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It's helped along by speakers that somewhat justify their frontal positioning. I've yet to hear integrated 22in monitor speakers that beat any reasonable pair of discrete units. That said, although bass is tinny at best and nonexistent at worst, these speakers go loud without too much distortion and treble is fairly well-defined with some nice depth.
When it comes to monitor use and overall image quality, the BlueH actually performed far better than expected. Though vertical viewing angles are nothing special, horizontal ones are impressive for a TN. The display distinguished quite well between various dark grey tones, with no sign of dithering on close inspection. Backlight was also mostly even, though there is some noticeable bleed from the bottom. Finally, after a bit of correction to balance some red dominance, colours were passably good. The only thing marring what is a surprising performance given this display's price and intended market, is strong banding across both colours and greyscales.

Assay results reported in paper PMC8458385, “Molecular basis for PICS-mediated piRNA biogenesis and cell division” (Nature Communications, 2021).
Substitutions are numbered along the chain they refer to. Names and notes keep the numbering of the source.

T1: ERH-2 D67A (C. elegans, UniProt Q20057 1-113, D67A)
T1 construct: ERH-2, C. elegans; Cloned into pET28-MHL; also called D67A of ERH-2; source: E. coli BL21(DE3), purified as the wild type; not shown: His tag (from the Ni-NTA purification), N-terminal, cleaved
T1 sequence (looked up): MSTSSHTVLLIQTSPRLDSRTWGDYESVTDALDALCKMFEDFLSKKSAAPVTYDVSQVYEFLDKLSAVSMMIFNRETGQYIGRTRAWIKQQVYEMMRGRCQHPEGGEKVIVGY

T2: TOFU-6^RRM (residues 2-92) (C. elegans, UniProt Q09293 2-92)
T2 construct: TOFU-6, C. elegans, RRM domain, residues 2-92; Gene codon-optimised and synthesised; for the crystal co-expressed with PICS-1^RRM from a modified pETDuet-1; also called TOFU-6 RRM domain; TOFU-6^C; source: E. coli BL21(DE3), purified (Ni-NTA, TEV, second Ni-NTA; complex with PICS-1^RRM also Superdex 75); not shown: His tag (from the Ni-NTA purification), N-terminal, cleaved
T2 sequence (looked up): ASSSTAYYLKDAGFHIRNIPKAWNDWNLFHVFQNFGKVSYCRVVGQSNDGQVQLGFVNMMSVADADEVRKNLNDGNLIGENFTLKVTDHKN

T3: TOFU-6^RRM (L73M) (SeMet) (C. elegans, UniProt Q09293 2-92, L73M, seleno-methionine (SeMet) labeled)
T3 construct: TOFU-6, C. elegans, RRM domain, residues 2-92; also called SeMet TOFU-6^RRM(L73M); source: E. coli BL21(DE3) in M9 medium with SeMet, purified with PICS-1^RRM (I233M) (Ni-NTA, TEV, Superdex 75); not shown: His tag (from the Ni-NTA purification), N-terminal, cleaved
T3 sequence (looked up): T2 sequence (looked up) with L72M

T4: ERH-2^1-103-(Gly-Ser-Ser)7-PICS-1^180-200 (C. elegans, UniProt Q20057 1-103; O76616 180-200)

A quick aside: Samsung's new T HD-series of TV monitors (we've reviewed the non-hybrid Samsung T200 here), like the 22in T220 HD, offer far superior design and three digital inputs (two HDMI and one DVI) for only around £40 more. Of course we can't recommend them until we've run one through the TR gauntlet, but it's something to keep in mind.
It's not overly attractive, only offers a single digital input, sports an occasionally awkward OSD and a huge remote, but the BlueH HM22D LCD TV Monitor is a decent enough bit of kit for the money. If you're on a budget and looking for a monitor that can handle casual TV viewing while letting you work and play on your PC, this hybrid's worth a look.
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